The southern London suburb Peckham can be gloomy even when it isn’t raining – and the rain was steady last night, washing out hopes of holding a party in the street to celebrate the Queen’s diamond jubilee and bring together people who live in the fortress-like tower blocks that rear up into the sky on the local council estates.New venues were hastily created in a small community centre and church hall but there was no way other than soggy street posters to let locals know about the change.
But the organiser Jeanette Macey, who has spent weeks with other locals making homemade bunting from old sheets and hand-painting flags for the children to wave, was still cheery.
She had wanted to ”get the community working together again,” she said, something that had faded since locals had been put into tower blocks where they all stayed behind their own front doors and rarely spoke to each other.
She also wanted to wave the flag for the Queen – she points out her blue and white dress and red cardigan and grins. ”I think she’s done a marvellously good job considering what’s gone on in her life with her family. She’s still held it together, stiff upper lip and all that. Very British, isn’t it?”
Ms Macey has lived on the estate with 1000 other people since 1981. ”I was born in 1952 and I moved here when Diana and Prince Charles married and now I’m here for her 60th. I’m the queen of Peckham, don’t you think, love?”
Her brother Alec Bourne is loyally helping but his loyalty is to his sister, not to his monarch.
”What’s she ever done for the working class?” he says gruffly. ”All they do is turn up and be photographed. I’m not anti-monarchist but I don’t need them.”
Over the plastic tablecloths sat trays of mini-sausage rolls and ham sandwiches. Soufaane Traroe, 8, and his brother Aguib, 5, carried two large cakes made of recycled fabric. ”But there will be real cake later?” Aguib asked.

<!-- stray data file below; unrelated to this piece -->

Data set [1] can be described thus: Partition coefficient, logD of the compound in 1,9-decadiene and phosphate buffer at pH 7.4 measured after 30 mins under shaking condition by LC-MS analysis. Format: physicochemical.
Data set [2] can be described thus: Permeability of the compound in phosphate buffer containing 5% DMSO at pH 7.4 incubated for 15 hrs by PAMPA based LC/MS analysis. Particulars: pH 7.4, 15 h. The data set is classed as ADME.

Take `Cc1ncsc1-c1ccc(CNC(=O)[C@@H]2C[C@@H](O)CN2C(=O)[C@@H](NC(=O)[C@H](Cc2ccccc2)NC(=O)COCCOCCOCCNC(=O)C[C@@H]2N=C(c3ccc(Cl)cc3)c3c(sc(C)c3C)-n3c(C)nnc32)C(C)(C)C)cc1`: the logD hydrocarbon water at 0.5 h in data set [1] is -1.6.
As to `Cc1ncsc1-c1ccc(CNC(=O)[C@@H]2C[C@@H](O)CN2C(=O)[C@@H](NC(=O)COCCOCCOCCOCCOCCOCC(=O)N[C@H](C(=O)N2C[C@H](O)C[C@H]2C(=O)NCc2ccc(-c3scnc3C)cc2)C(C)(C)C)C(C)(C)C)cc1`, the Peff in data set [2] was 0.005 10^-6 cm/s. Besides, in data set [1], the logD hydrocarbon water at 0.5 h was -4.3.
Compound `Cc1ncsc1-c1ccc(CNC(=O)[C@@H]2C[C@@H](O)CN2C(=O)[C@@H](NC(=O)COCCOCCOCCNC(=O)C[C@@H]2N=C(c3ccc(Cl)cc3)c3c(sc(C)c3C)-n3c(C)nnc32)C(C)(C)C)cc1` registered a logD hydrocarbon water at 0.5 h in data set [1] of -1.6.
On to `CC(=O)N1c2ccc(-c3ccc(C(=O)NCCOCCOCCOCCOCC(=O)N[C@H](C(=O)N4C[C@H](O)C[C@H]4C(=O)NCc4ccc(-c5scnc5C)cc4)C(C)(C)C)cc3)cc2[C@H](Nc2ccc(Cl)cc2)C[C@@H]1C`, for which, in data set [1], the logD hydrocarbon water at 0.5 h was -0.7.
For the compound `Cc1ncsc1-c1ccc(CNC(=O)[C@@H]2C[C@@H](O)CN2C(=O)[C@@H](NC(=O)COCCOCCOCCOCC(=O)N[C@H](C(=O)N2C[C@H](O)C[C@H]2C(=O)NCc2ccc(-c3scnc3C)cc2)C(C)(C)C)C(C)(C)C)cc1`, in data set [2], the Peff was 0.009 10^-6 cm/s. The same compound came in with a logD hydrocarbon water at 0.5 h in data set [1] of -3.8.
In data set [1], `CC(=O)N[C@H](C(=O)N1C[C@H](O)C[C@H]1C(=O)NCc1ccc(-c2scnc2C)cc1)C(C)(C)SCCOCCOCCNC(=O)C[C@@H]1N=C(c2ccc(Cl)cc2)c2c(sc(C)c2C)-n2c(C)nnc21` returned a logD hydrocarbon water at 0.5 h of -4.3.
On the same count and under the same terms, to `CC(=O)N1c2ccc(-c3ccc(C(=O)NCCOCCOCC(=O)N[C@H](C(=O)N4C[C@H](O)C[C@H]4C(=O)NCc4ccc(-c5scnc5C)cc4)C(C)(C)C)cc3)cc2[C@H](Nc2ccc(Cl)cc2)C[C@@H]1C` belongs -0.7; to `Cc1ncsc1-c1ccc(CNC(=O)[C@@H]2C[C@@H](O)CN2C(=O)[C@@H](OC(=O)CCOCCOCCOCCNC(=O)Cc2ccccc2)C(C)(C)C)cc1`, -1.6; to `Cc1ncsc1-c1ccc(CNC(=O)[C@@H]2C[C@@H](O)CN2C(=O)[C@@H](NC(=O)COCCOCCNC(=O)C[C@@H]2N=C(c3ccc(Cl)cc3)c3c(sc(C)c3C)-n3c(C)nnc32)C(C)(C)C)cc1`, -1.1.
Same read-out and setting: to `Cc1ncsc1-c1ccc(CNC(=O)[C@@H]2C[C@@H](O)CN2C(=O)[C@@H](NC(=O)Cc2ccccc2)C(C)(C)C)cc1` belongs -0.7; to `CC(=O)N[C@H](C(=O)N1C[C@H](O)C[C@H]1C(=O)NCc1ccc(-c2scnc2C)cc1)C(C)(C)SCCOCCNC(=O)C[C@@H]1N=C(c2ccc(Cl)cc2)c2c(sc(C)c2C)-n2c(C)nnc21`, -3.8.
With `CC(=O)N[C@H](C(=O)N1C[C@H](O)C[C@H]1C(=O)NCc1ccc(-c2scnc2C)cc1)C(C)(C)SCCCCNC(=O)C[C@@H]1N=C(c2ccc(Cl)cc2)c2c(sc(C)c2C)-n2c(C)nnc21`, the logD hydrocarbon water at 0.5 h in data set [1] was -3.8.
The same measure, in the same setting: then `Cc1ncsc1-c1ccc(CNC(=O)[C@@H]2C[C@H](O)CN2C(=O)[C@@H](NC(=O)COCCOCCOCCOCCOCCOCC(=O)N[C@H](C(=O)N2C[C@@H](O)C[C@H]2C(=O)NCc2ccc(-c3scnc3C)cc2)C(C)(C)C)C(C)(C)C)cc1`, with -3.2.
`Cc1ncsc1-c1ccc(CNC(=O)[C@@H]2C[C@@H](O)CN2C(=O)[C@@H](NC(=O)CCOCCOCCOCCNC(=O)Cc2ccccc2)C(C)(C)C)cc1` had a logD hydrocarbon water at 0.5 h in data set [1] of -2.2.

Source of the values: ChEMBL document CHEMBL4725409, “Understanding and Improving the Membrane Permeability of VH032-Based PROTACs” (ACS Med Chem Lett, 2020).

The director of People Empowering People, Nicholas Okwulu, said the street party had been planned to bring together residents on different council estates, break down barriers between them and work out ways to help each other in the face of funding cuts by government and councils.
Britons had planned to hold 10,000 street parties for 6 million people as part of the jubilee at the weekend, more than for the royal wedding last year. There was an estimated 2000 kilometres of bunting and one of the major supermarket chains was expecting to sell 2 million bottles of champagne, 2.8 million Victoria sponges, 1.7 million pork pies and 1.6 million sausage rolls. The supermarket chain Asda said it had sold a million Union Jacks, enough to cover 462 football pitches.
The Prince of Wales and the Duchess of Cornwall attended a street party in Piccadilly, in central London.
Braving the damp weather, 500 revellers clapped and cheered when they realised they would be eating with royalty. Guests were asked to bring food to share with their friends and neighbours, with Charles and Camilla offering a Union Jack cake.
A Sunday Times poll reported Britons thought the Queen was more in touch with ordinary people’s concerns (35 per cent) than the nation’s elected leaders (9 per cent), and 73 per cent wanted to retain the monarchy.
First published on smh.com.au